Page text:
The Associated Press, published by The Register Guard January 30, 2016
by Ricardo Alonso-Zaldivar
WASHINGTON — Millions of young adults healthy enough to think they don’t need insurance face painful choices this year as the sign-up deadline approaches for President Obama’s health care law.
Fines for being uninsured rise sharply in 2016 — averaging nearly $1,000 per household, according to an independent estimate. It’s forcing those in their 20s and 30s to take a hard look and see if they can squeeze in coverage to avoid penalties. Many are trying to establish careers or just make progress in a still-bumpy economy.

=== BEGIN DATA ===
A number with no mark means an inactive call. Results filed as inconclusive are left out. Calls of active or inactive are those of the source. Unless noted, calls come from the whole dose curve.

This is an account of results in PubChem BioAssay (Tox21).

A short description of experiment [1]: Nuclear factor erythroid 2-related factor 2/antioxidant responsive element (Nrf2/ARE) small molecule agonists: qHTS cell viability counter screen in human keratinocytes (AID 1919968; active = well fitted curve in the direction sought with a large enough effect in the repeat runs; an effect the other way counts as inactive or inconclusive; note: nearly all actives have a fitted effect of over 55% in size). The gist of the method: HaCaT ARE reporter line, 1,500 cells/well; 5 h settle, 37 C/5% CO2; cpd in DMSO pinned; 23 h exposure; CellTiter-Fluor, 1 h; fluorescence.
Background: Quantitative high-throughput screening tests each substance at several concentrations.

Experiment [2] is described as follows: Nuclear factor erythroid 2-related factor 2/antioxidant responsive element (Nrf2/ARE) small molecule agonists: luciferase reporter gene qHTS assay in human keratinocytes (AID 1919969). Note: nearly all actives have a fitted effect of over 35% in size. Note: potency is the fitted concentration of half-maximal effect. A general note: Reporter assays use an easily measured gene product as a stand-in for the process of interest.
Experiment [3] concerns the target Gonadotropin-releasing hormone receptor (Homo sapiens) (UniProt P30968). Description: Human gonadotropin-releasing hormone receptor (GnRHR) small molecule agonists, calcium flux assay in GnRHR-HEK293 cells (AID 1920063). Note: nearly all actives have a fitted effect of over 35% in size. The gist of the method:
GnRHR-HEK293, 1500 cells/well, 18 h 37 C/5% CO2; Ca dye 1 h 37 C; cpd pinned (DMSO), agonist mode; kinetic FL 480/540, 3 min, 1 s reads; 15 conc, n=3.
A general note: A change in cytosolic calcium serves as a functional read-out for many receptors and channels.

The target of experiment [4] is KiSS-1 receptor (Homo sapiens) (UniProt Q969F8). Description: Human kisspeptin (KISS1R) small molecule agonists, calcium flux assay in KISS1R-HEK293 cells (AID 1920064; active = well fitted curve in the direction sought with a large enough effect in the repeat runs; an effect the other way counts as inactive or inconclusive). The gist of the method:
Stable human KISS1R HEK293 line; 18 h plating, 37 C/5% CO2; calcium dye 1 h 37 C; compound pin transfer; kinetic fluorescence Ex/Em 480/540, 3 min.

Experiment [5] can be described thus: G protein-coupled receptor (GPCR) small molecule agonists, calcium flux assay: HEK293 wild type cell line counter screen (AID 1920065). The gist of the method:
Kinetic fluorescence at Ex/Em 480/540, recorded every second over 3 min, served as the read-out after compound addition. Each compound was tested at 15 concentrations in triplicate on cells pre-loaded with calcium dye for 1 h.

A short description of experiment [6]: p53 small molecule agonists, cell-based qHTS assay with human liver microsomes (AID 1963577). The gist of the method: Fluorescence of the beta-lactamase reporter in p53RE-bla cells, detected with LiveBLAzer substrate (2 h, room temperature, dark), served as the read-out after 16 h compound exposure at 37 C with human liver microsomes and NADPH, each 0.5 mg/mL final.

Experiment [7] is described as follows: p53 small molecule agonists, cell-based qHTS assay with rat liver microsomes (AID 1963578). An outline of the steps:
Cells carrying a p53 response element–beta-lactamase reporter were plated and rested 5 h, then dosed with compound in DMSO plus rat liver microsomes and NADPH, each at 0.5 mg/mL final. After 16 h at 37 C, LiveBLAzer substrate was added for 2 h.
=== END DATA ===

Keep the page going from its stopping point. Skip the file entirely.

“There’s only so far one can dwindle a ramen-noodle diet,” said Christopher Rael of Los Angeles. In his late 20s, Rael is pursuing a degree in sociology and working at a children’s center to pay his bills.
With open enrollment over after Jan. 31, Rael is hoping his meager income will qualify him for Medi-Cal, the state’s version of Medicaid. “I cannot afford an additional bill,” he said. He paid a fine of about $150 for being uninsured in 2014.